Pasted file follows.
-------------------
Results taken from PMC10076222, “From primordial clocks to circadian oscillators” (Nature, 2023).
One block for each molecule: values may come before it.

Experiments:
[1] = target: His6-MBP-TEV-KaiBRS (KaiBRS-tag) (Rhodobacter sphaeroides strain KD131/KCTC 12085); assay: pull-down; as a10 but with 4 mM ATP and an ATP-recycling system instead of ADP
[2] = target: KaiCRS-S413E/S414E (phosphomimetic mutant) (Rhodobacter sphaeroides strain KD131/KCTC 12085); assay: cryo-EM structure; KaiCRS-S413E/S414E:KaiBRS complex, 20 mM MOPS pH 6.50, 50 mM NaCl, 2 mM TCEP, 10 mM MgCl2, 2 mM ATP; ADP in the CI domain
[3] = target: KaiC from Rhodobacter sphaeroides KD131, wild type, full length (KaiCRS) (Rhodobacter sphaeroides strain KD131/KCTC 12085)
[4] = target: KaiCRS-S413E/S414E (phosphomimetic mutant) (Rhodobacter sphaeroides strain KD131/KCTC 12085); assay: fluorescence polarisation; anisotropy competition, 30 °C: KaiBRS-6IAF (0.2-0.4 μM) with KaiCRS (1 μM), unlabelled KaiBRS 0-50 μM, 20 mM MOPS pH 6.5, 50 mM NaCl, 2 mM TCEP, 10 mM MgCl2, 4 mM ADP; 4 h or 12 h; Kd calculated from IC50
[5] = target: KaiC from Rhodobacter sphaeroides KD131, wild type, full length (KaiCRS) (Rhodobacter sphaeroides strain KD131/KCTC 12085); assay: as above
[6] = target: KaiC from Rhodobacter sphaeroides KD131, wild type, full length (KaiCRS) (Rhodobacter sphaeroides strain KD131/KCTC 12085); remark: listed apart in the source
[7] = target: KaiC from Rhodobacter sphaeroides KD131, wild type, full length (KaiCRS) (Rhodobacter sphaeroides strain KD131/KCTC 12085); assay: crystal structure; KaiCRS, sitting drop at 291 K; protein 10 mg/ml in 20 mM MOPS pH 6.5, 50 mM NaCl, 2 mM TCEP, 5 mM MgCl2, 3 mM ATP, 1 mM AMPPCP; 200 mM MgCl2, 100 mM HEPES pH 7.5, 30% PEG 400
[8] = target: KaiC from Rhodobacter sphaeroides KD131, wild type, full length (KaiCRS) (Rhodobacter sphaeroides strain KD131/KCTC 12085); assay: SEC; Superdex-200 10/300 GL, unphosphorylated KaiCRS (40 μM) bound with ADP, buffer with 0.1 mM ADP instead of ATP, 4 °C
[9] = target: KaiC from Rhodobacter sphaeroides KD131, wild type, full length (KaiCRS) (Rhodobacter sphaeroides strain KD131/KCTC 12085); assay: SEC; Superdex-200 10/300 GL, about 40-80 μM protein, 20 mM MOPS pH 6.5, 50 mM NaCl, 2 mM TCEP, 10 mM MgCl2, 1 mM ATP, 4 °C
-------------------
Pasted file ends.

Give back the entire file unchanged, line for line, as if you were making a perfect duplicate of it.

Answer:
Results taken from PMC10076222, “From primordial clocks to circadian oscillators” (Nature, 2023).
One block for each molecule: values may come before it.

Experiments:
[1] = target: His6-MBP-TEV-KaiBRS (KaiBRS-tag) (Rhodobacter sphaeroides strain KD131/KCTC 12085); assay: pull-down; as a10 but with 4 mM ATP and an ATP-recycling system instead of ADP
[2] = target: KaiCRS-S413E/S414E (phosphomimetic mutant) (Rhodobacter sphaeroides strain KD131/KCTC 12085); assay: cryo-EM structure; KaiCRS-S413E/S414E:KaiBRS complex, 20 mM MOPS pH 6.50, 50 mM NaCl, 2 mM TCEP, 10 mM MgCl2, 2 mM ATP; ADP in the CI domain
[3] = target: KaiC from Rhodobacter sphaeroides KD131, wild type, full length (KaiCRS) (Rhodobacter sphaeroides strain KD131/KCTC 12085)
[4] = target: KaiCRS-S413E/S414E (phosphomimetic mutant) (Rhodobacter sphaeroides strain KD131/KCTC 12085); assay: fluorescence polarisation; anisotropy competition, 30 °C: KaiBRS-6IAF (0.2-0.4 μM) with KaiCRS (1 μM), unlabelled KaiBRS 0-50 μM, 20 mM MOPS pH 6.5, 50 mM NaCl, 2 mM TCEP, 10 mM MgCl2, 4 mM ADP; 4 h or 12 h; Kd calculated from IC50
[5] = target: KaiC from Rhodobacter sphaeroides KD131, wild type, full length (KaiCRS) (Rhodobacter sphaeroides strain KD131/KCTC 12085); assay: as above
[6] = target: KaiC from Rhodobacter sphaeroides KD131, wild type, full length (KaiCRS) (Rhodobacter sphaeroides strain KD131/KCTC 12085); remark: listed apart in the source
[7] = target: KaiC from Rhodobacter sphaeroides KD131, wild type, full length (KaiCRS) (Rhodobacter sphaeroides strain KD131/KCTC 12085); assay: crystal structure; KaiCRS, sitting drop at 291 K; protein 10 mg/ml in 20 mM MOPS pH 6.5, 50 mM NaCl, 2 mM TCEP, 5 mM MgCl2, 3 mM ATP, 1 mM AMPPCP; 200 mM MgCl2, 100 mM HEPES pH 7.5, 30% PEG 400
[8] = target: KaiC from Rhodobacter sphaeroides KD131, wild type, full length (KaiCRS) (Rhodobacter sphaeroides strain KD131/KCTC 12085); assay: SEC; Superdex-200 10/300 GL, unphosphorylated KaiCRS (40 μM) bound with ADP, buffer with 0.1 mM ADP instead of ATP, 4 °C
[9] = target: KaiC from Rhodobacter sphaeroides KD131, wild type, full length (KaiCRS) (Rhodobacter sphaeroides strain KD131/KCTC 12085); assay: SEC; Superdex-200 10/300 GL, about 40-80 μM protein, 20 mM MOPS pH 6.5, 50 mM NaCl, 2 mM TCEP, 10 mM MgCl2, 1 mM ATP, 4 °C